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Why Palestinians protest every May 15
May 15, 2023
Some of the material in the documentary, “1948: Creation & Catastrophe,” which was co-directed and produced by Ahlam Muhtaseb, professor of media studies, was incorporated in a short documentary about “The Nakba”or “The Catastrophe.” Vox acknowledged Muhtaseb and Andy Trimlett, director and executive producer of “1948: Creation & Catastrophe,” its end credits.
The Nakba was a series of events, centered around 1948, that expelled hundreds of thousands Palestinians from their homeland and killed thousands. The Nakba isn’t the beginning of the story, but it’s a key part of Palestinian history — and the root of Israel’s creation.
Prior to the Nakba, Palestine had a thriving population — largely made up of Arabs — that had lived and worked the land for centuries. But with the founding of Zionism, years of British meddling, and a British pledge to help create a Jewish state in Palestine — things began to change drastically. By 1947, with increasing tensions between Jewish settlers and Palestinian Arabs — the British left Palestine, and the UN stepped in with a plan to partition the land into two states. What followed was known as Plan Dalet: operations by Israeli paramilitary groups that violently uprooted Palestinians. An estimated 15,000 Palestinians were killed, more than 500 villages were decimated, and roughly 750,000 Palestinians displaced.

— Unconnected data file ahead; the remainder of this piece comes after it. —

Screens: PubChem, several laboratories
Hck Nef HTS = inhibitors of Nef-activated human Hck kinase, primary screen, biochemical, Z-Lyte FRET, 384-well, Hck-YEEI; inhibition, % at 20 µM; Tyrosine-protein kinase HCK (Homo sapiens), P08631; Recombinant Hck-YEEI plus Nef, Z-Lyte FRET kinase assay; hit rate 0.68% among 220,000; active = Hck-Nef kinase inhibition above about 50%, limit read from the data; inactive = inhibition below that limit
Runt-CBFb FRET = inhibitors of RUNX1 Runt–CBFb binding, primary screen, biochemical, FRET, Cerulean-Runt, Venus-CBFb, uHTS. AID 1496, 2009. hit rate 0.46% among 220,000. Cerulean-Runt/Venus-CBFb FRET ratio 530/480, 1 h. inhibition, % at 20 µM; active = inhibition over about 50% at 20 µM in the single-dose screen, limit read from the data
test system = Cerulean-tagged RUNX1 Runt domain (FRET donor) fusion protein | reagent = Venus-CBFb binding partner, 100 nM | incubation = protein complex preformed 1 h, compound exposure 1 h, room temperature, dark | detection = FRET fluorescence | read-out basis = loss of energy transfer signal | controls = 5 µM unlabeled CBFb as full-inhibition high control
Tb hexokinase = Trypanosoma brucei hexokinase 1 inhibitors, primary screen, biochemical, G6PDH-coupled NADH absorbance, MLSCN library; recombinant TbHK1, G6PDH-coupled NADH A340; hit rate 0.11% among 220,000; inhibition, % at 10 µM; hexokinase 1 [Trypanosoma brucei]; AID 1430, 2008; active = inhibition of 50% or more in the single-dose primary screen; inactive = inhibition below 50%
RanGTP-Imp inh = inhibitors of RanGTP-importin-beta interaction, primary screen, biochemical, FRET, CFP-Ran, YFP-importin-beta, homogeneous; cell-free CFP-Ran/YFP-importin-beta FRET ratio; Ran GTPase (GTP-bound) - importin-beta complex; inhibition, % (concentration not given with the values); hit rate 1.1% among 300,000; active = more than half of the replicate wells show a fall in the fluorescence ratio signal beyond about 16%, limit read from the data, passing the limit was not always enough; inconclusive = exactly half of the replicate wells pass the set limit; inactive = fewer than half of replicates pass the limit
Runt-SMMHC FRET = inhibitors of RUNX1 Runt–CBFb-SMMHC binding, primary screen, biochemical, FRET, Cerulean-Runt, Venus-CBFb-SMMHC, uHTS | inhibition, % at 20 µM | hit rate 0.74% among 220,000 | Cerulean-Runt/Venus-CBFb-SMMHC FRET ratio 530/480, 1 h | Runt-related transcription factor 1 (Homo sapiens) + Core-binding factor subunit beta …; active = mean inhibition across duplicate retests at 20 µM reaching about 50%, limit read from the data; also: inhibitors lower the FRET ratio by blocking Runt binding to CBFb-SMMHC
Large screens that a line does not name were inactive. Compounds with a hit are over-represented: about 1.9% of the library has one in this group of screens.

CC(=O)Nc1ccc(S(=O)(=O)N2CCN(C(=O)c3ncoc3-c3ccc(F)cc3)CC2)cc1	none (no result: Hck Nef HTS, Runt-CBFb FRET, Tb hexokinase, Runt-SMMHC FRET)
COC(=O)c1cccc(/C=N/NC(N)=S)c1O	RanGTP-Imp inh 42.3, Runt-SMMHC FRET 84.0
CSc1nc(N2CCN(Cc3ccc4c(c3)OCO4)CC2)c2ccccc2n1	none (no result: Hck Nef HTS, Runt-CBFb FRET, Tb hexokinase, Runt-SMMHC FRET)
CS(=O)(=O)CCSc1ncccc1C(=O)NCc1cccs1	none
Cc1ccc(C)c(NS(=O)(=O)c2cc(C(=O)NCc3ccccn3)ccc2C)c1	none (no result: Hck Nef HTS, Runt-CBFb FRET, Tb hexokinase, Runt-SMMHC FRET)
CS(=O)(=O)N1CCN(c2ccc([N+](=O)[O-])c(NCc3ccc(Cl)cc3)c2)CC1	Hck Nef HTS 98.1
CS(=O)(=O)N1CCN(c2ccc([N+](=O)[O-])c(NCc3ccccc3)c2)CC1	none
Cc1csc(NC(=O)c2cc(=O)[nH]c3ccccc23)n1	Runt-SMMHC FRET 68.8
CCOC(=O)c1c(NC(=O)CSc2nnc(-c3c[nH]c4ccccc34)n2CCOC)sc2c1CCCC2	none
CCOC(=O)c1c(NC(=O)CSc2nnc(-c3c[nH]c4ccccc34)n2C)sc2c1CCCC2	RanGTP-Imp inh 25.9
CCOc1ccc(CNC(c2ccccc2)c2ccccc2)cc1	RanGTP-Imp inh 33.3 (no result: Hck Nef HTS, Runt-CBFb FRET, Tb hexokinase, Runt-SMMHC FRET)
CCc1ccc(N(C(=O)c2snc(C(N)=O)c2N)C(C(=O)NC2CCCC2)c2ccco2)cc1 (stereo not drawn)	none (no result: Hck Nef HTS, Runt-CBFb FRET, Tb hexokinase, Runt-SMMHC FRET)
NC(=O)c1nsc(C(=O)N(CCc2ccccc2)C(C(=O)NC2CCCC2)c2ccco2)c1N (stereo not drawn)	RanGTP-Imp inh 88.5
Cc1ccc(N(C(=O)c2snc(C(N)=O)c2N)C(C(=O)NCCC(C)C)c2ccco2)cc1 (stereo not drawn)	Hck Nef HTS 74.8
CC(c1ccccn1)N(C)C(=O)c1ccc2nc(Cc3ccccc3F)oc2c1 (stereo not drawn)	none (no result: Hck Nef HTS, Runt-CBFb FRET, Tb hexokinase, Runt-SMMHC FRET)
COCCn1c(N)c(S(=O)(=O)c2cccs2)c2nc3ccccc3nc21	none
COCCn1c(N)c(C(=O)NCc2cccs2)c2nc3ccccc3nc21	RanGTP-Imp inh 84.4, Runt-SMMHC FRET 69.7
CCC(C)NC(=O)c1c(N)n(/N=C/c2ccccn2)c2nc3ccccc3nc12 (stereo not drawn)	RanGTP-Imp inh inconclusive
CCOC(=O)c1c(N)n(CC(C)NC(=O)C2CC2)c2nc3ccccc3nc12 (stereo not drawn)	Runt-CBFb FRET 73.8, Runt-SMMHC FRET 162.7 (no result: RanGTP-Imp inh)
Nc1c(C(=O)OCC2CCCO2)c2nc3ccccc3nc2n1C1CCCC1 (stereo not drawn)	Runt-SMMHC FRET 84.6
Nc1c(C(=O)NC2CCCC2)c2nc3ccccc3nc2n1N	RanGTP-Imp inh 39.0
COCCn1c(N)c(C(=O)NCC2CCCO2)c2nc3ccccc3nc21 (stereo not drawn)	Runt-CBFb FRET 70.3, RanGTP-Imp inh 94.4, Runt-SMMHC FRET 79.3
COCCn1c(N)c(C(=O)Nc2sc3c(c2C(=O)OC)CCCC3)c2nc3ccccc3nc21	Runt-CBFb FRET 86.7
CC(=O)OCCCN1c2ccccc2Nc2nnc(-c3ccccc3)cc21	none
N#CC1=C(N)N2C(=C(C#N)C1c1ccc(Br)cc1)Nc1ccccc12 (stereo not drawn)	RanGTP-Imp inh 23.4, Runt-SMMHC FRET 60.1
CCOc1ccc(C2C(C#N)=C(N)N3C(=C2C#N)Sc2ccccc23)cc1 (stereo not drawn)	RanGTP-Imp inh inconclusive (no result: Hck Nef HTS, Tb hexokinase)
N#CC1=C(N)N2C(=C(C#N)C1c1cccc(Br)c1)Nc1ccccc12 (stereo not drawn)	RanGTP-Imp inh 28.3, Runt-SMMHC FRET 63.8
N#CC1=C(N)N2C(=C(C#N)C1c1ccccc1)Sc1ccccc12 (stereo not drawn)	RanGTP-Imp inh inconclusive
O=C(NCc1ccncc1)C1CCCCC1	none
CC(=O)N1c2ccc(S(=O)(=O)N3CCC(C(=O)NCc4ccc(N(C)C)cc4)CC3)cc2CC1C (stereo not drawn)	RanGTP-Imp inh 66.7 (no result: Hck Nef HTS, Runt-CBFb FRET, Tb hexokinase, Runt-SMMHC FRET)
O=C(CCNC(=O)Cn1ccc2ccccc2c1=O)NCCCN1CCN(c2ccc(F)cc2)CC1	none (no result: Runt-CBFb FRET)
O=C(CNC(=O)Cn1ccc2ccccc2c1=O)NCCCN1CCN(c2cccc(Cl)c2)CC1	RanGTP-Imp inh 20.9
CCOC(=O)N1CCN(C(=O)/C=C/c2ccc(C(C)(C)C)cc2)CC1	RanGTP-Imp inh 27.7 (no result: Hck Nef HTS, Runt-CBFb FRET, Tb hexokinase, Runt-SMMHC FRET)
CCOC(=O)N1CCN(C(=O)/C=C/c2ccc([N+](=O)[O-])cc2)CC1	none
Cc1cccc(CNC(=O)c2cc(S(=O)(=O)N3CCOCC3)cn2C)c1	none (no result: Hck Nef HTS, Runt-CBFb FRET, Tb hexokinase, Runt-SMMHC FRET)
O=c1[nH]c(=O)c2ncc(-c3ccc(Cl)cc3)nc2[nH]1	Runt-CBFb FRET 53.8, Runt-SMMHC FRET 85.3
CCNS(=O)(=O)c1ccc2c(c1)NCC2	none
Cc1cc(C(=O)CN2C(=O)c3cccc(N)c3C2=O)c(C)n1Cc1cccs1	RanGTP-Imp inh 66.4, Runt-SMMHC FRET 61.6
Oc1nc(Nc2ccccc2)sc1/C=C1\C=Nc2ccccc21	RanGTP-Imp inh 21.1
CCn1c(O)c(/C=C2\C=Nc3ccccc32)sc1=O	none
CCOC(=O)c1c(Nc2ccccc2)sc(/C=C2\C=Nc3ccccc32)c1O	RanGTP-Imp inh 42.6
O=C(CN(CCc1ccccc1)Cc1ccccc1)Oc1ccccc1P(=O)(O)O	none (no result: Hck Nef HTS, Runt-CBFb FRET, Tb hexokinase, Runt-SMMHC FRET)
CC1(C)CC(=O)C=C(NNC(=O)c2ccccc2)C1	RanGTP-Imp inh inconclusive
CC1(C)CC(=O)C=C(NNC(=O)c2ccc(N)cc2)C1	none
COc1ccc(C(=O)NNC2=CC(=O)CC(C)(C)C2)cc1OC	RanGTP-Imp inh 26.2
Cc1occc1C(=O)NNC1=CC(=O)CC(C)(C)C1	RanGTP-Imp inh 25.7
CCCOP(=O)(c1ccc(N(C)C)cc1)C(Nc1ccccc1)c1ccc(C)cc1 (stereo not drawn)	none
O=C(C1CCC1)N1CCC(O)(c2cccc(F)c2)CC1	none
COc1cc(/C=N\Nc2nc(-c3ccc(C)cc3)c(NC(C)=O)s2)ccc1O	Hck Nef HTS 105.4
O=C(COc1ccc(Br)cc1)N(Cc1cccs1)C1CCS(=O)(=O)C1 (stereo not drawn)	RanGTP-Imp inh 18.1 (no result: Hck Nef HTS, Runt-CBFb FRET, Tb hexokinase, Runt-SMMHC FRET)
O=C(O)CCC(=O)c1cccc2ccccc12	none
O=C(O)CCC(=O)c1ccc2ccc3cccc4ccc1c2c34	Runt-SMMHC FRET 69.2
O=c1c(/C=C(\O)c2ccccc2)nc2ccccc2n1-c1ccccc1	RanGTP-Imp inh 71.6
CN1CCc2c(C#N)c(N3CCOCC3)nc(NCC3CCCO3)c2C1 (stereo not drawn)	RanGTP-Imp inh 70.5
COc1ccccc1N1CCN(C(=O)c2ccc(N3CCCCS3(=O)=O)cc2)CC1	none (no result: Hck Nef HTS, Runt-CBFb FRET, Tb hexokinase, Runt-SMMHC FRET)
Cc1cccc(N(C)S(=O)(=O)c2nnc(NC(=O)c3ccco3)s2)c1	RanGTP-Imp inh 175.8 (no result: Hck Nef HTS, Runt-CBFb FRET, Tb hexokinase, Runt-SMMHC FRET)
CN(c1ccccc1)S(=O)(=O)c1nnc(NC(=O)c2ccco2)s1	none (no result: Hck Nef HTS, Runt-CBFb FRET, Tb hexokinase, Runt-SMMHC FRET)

Most who were expelled from their homes couldn’t return to historic Palestine. And today, millions of their descendants live in refugee camps in Gaza, the West Bank and surrounding countries. The history of the Nakba has been deliberately concealed and often ignored in western narratives around the creation of Israel. In this episode of Missing Chapter, we break down how the Nakba happened — and how it defined the future of Palestine.
Texas mall shooter among growing number of Hispanic white supremacists
May 11, 2023
In an article about the man accused in the mass shooting at an Allen, Texas, outlet mall on May 6, the news website reports that dismissing the influence of white supremacy among some Hispanics ignores how racist groups are changing to appeal to more people, Brian Levin, director of the Center for the Study of Hate and Extremism at Cal State University, San Bernardino, tells Axios. "There are people within nearly every community who can respond to misogynistic, aggressive, conspiratorial rhetoric, and then become radicalized fairly quickly," Levin says.
These news clips and others may be viewed at “In the Headlines.”